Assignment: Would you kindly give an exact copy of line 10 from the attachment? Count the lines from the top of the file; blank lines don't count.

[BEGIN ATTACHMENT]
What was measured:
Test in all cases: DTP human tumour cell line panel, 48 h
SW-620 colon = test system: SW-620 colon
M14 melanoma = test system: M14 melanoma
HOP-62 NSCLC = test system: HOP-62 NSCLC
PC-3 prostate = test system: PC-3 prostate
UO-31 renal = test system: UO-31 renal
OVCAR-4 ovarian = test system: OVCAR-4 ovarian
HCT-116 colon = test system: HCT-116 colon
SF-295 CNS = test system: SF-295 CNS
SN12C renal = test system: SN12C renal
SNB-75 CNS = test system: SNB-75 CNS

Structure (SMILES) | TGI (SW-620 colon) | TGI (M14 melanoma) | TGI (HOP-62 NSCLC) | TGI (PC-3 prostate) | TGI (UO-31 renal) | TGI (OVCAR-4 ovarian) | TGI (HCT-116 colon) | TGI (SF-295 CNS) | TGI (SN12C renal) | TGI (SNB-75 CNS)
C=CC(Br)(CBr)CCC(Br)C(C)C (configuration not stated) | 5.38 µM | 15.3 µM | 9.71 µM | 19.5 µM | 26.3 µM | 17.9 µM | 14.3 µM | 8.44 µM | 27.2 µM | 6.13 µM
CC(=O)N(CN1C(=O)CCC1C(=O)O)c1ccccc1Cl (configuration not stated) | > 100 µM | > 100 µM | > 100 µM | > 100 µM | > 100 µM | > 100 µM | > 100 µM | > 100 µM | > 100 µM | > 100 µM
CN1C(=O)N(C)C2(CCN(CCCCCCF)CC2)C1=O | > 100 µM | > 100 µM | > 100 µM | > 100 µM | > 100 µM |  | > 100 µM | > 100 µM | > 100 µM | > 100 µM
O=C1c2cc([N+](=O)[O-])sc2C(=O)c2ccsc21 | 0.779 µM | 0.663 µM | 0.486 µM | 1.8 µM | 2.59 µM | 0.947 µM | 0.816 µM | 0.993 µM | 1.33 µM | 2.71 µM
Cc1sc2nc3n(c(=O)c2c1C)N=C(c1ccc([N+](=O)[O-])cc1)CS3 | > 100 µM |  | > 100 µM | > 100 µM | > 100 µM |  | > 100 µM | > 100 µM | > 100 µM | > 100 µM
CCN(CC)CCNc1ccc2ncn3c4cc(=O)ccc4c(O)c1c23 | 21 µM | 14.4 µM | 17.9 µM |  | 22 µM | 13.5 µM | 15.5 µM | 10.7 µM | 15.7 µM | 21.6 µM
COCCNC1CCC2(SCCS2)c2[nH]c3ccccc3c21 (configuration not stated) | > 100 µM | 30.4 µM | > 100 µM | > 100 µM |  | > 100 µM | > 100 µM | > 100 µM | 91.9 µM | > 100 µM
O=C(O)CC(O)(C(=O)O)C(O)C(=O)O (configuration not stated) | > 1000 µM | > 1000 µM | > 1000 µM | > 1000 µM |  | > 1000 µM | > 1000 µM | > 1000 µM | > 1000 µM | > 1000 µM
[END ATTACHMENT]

SF-295 CNS = test system: SF-295 CNS